as he hath been taught.-Titus, i. 9. He must maintain truth with all his might, struggle and contend for it, fight and die in the defence of it; truth and our souls must be married, and never divorced. There are truths that we may venture our souls upoil, and must venture our lives for. That is an atheistical speech of some, that the martyrs in Queen Mary's days died in the pet, and were too prodigal of their blood; and that God requires no man to be cruel to himself for his sake. But the saints have otherwise learned Christ, than to deny him, or his truths before men, for they would not be denied by him another day; they have not otherwise learned to love him * than to lay down their lives for him, if he call them to it; and, thus, by being overcome they do overcome, as their Saviour before them; and as it is on record, Rev. xii. 11, “ They overcame by the blood of the Lamb, and by the word of their testimony, and they loved not their lives unto the death.” It is the duty of every Christian to lay up such truths in the close cabinet of his heart, as he may live and die by, and adhere closely and constantly unto. We must do by truths, as Cæsar by his books, who having to swim through a river to escape the fury of his enemies, carried his books above water with his hand, but lost his robe; † so though we should be put to swim through a sea of trouble in following the Lamb, yet must we keep the Lord's deposit, though we should lose our garments of earthly enjoyments; yea, our lives themselves, rather than part with the sacred and saving truths of God contained in this blessed book of books, the holy Scriptures, which are to be our treasures. Hence, saith the wise man, † “ Take fast hold of instruction, let her not go, keep her, for she is thy life.” Hence, some good souls have been willing to be burnt themselves, rather than willingly to burn their Bibles; and have been racked in pieces, rather than suffer themselves to be rent from the truth. It is our great duty to hold fast, and hold forth the word of truth; to be witnesses to the truth actively, and for the truth passively, and if we maintain it, it will maintain us. “Because thou hast kept the word of my patience, I also will keep thee from the hour of temptation."-Rev. iii. 10. The word of his patience may be taken either effectively, for such a word as works a quiet, composed, submissive frame of spirit, or eventually, for that word that may put a man upon the exercise of patience, so that he may suffer great hardships for it, and lay down his life, as a sacrifice on the behalf of it, for a Christian must not flinch back, but in the strength of God run the greatest hazard for approved, experienced, sacred truths. “I know," saith a reverend Divine, * " there is a difference in truths, and the value we are to set upon them, as in coins, whereof one piece is a farthing, another no less than a pound.” Only take this rule in general,—despise not the meanest truth,— prove all things by Scripture rules,-lay up and hold fast what is consonant thereunto, but above all lay the greatest stress upon fundamental points of religion, and be not beat from your hold, through fear or favour.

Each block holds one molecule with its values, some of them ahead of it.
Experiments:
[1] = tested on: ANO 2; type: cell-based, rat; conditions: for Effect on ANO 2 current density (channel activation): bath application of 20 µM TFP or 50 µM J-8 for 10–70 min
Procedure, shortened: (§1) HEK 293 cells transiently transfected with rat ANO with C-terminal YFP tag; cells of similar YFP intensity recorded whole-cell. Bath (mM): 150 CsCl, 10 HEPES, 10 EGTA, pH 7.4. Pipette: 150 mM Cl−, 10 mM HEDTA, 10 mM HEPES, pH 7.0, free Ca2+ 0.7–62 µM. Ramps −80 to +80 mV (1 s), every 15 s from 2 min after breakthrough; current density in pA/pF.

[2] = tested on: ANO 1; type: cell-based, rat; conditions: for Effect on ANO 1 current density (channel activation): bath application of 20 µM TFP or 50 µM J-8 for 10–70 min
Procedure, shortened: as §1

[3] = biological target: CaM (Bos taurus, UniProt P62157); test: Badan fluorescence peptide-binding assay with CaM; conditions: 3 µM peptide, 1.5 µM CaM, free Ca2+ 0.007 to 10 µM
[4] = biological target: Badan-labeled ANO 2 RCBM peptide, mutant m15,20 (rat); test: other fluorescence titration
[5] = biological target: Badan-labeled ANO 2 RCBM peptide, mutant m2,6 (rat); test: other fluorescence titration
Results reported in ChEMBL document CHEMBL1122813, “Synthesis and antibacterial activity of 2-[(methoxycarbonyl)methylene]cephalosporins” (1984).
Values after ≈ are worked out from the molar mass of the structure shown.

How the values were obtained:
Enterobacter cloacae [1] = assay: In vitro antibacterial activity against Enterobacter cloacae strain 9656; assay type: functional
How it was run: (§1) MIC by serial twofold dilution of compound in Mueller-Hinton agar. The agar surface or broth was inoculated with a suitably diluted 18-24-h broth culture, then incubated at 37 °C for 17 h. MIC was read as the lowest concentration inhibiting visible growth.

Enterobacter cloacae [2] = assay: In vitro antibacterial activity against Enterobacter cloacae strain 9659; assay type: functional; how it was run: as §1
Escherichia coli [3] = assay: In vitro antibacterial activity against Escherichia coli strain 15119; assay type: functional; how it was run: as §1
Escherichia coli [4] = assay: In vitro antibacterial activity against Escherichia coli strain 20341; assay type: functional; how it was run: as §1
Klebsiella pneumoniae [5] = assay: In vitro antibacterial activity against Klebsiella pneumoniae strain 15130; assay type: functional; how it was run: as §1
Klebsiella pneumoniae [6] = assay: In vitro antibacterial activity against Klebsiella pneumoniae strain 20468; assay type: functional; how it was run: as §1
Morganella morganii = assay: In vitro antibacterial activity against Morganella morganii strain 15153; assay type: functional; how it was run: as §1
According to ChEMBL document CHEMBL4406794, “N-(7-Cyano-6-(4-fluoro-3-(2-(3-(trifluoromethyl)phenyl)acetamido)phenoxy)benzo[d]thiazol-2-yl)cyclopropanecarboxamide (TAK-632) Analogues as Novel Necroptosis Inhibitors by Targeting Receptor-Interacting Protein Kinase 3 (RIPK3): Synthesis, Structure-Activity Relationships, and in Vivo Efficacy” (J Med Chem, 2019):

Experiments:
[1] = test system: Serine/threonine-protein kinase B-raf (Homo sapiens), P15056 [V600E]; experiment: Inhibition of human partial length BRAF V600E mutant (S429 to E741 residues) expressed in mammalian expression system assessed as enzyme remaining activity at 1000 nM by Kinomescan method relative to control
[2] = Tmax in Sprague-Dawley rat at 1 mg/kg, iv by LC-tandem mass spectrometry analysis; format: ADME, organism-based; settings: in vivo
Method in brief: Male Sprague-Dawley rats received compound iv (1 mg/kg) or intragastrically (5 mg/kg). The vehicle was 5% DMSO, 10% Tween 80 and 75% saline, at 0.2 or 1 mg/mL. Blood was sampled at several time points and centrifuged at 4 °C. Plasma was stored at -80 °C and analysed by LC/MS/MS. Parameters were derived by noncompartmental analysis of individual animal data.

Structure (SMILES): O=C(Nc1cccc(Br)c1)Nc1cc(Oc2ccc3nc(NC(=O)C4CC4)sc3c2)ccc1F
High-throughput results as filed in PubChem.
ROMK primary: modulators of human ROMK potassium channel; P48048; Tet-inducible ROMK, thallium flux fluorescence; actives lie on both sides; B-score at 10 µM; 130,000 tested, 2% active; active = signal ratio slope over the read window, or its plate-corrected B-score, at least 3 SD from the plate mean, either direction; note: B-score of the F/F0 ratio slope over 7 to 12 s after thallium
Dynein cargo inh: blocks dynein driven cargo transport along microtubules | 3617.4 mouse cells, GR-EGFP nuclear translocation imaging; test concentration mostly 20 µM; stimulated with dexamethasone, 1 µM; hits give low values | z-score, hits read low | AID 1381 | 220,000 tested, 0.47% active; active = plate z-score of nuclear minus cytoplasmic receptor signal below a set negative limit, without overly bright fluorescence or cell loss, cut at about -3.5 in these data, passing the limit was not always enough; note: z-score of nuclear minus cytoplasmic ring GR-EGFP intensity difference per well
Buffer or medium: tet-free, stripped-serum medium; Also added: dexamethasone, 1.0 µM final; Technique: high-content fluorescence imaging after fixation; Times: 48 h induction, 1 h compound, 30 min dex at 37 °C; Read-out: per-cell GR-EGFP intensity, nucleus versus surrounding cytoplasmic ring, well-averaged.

* Aliter amare non didici. + Major fuit cura libellorum, quam purpuræ, * Prov. iv. 13.

So much for treasuring up Scripture truths.

See Dr. Hall's Peace Maker, sect. 1, p. 1; read it through.




The second class of precious commodities that a Christian's breast is to be stored with, is, divine graces. Every grace is of vast worth, and excellent use; yea, the least degree of sincere grace is worth a mine of gold, or a prince's crown and kingdom. It is said of the grace of faith, that the trial of it (or faith tried in the furnace of affliction) is much more precious than gold, that perisheth.—1 Pet. i. 7. None can set a right and perfect estimate on a grain of true grace, which is no other than the offspring of Heaven, the purchase of Christ's blood, and the blessed fruit of the Spirit of grace. It is part of the divine nature, the image of God, and seed of immortality. Grace is the monument and ornament of the soul ; it is the only emolument and accomplishment of a Christian. Let the world be hurried to gather great estates, filling their houses with goods, their barns with grain, and bags with gold. Let the pious soul get filled with the fruits of righteousness, the graces of the Spirit.

There are four sorts of graces, which I shall advise all Christians in a special manner to treasure up in their hearts, which are these,

Directing, subjecting, profiting, and persevering graces.

1. The believing soul is to lay up, with diligence, directing, conducting, deciding, and satisfying graces, that is, abundance of knowledge, wisdom, prudence, and judgment, that he may have light and discernment about the things of God. Days are coming, when